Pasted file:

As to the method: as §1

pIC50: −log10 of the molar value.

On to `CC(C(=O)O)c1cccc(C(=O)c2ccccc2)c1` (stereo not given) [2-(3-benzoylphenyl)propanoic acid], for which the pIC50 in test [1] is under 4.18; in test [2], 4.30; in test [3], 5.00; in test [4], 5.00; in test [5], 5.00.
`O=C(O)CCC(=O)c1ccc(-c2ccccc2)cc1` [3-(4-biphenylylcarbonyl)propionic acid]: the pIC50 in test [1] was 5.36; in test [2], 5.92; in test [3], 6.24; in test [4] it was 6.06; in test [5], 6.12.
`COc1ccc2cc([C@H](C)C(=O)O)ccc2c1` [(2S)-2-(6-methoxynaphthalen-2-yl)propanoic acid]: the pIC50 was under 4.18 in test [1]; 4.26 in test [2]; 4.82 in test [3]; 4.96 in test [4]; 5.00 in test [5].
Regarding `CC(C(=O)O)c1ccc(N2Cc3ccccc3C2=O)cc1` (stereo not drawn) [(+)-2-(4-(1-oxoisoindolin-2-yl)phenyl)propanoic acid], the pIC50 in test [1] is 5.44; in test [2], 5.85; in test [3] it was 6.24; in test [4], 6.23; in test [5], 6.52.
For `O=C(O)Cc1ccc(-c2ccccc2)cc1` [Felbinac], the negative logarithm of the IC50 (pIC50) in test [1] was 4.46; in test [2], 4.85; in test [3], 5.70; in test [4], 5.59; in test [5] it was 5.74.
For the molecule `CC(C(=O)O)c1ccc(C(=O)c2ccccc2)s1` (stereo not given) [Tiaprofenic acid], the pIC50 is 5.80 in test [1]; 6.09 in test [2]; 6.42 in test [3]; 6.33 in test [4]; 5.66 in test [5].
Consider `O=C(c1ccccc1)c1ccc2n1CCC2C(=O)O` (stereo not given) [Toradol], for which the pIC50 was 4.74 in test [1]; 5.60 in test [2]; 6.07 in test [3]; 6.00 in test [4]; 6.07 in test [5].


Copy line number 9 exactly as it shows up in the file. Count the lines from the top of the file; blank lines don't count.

Consider `O=C(c1ccccc1)c1ccc2n1CCC2C(=O)O` (stereo not given) [Toradol], for which the pIC50 was 4.74 in test [1]; 5.60 in test [2]; 6.07 in test [3]; 6.00 in test [4]; 6.07 in test [5].